Close abstract

    Caltech-Weizmann Symposium on Systems Biology and Neuroscience

    Date:
    18
    Monday
    February
    2019
    -
    19
    Tuesday
    February
    2019
    Lecture / Seminar
    Time: 09:00 - 17:30
    Location: Nella and Leon Benoziyo Building for Biological Sciences
    Lecturer: Nachum Ulanovsky, Rony Paz, Shalev Itzkovitz, Ilan Lampl, Mietal Oren, Ofer Yizhar, Rotem Sorek,Ron Milo, Nir Friedman, Yraon Antebi, Michal Rivlin, Yaniv Ziv, Naama Barkai, Long Cai Katalin Fejes-Toth, Alexei Aravin, Rebecca Vorhees,Victoria Orphan, El
    Organizer: Department of Biomolecular Sciences
    Details: February 18th. *Opening Remarks - Daniel Zajfman *Nachum Ulanovsky - Neural co ... Read more February 18th. *Opening Remarks - Daniel Zajfman *Nachum Ulanovsky - Neural codes for natural navigation in the bat brain. *Rony Paz - A neural tradeoff across brain regions and primate species. *Shalev Itzkovitz - Spatial transcriptomics of mammalian tissues. *Long Cai - Spatial Genomics: analysis of single cell in situ. *Katalin Fejes-Toth - The SUMO ligase Su(var)2-10 links piRNA-guided target recognition to chromatin-mediated transcriptional silencing. *Ilan Lampl - Interhemispheric subthreshold correlations in the somatosensory cortex of awake mice. *Meital Oren - Insights into the mechanism of sexually dimorphic synaptic connectivity. *Ofer Yizhar - Autism-associated disruption of social representations in the mouse prefrontal cortex. *Alexei Aravin - piRNA and a new view on mechanisms that regulate genes expression. *Rotem Sorek - The immune system of bacteria - beyond CRISPR. *Rebecca Vorhees - Selective protein targeting to the endoplasmic reticulum. February.19th *Ron Milo - The biomass distribution on Earth.  *Victoria Orphan - Studying microbial physiology and ecological interactions at the energetic edge of life: methane-fueled syntrophy between archaea and bacteria. *Nir Friedman - Collective induction of immune memory. *Elliot Meyerowitz - Mechanical Signaling in a Plant Stem Cell Population. *Yraon Antebi - Computations From Promiscuous Interactions in the BMP Pathway. *Michal Rivlin - It’s all about timing: the computation of motion direction in the retina. *Mikhail Shapiro - Biomolecular engineering for non-invasive imaging and control of cellular function *Yaniv Ziv - Revealing the neural correlates of behavior without relying on behavioral measurements. *Lior Pachter - Computational and experimental foundations for single-cell RNA-seq. *Naama Barkai - Resolving regulatory interplay by gene duplication.
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    Sequencing giants - the wild emmer wheat genome assembly

    Date:
    05
    Tuesday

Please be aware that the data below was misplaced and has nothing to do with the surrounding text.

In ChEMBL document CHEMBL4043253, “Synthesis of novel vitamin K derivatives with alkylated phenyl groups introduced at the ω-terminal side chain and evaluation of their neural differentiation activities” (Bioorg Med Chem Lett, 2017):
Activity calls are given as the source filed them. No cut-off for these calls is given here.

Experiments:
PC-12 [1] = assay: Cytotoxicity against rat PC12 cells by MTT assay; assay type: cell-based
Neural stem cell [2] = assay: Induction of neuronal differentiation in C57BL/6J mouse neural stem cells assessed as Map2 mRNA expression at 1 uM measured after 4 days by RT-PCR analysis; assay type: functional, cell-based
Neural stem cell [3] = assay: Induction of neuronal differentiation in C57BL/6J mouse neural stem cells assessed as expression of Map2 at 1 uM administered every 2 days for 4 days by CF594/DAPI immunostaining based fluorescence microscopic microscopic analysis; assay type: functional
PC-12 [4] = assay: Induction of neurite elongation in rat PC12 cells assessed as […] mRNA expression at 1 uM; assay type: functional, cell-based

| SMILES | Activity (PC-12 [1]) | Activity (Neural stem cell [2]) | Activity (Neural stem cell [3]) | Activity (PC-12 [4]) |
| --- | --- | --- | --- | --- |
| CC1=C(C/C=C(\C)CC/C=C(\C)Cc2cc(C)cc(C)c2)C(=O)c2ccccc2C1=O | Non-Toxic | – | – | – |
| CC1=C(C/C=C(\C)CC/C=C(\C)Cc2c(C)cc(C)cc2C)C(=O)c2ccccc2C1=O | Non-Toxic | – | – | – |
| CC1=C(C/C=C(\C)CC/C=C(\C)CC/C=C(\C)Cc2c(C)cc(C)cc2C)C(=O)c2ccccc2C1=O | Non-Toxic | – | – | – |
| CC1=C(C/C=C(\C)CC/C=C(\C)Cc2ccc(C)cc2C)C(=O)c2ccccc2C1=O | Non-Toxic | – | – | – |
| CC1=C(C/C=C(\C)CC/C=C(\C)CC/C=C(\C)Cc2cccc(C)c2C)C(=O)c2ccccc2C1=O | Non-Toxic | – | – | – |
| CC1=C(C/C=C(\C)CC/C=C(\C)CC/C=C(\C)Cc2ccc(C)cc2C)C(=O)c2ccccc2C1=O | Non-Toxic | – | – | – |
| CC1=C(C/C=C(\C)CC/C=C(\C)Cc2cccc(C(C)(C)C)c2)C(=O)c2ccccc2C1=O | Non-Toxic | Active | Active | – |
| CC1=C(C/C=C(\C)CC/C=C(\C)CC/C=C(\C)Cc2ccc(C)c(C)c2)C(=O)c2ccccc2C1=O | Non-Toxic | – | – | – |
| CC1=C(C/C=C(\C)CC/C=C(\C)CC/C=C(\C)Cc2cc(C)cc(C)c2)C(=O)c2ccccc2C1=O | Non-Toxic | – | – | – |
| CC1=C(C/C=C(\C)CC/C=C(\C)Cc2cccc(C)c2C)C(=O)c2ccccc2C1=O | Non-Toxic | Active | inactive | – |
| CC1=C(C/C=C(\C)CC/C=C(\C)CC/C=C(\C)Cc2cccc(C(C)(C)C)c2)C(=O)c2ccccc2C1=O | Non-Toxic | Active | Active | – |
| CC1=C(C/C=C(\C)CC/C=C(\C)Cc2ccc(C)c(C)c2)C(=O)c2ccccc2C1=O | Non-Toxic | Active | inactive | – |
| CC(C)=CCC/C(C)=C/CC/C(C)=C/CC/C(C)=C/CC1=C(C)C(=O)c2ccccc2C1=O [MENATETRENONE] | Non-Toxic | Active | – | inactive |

February
    2019
    Lecture / Seminar
    Time: 11:30
    Location: Nella and Leon Benoziyo Building for Biological Sciences
    Lecturer: Raz Avni
    Organizer: Department of Plant and Environmental Sciences
    Details: Host:Dr. Einat Segev

    Special Guest Seminar with Ariel Schwartz

    Date:
    17
    Thursday
    January
    2019
    Lecture / Seminar
    Time: 10:00
    Title: “Deep Semantic Genome and Protein Representation for Annotation, Discovery, and Engineering”
    Location: Arthur and Rochelle Belfer Building for Biomedical Research
    Lecturer: Dr. Ariel Schwartz
    Organizer: Department of Molecular Genetics
    Abstract: Computational assignment of function to proteins with no known homologs is still ... Read more Computational assignment of function to proteins with no known homologs is still an unsolved problem. We have created a novel, function-based approach to protein annotation and discovery called D-SPACE (Deep Semantic Protein Annotation Classification and Exploration), comprised of a multi-task, multi-label deep neural network trained on over 70 million proteins. Distinct from homology and motif-based methods, D-SPACE encodes proteins in high-dimensional representations (embeddings), allowing the accurate assignment of over 180,000 labels for 13 distinct tasks. The embedding representation enables fast searches for functionally related proteins, including homologs undetectable by traditional approaches. D-SPACE annotates all 109 million proteins in UniProt in under 35 hours on a single computer and searches the entirety of these in seconds. D-SPACE further quantifies the relative functional effect of mutations, facilitating rapid in-silico mutagenesis for protein engineering applications. D-SPACE incorporates protein annotation, search, and other exploratory efforts into a single cohesive model. We have recently extended this work from protein to DNA, enabling assignment of function to whole genomes and metagenomic contigs in seconds. Conserved genomic motifs as well as the functional impact of mutations in coding as well as non-coding genomic regions can be predicted directly from raw DNA sequence without the use of traditional comparative genomics approaches for motif detection, such as multiple sequence alignments, PSSMs, and profile HMMs.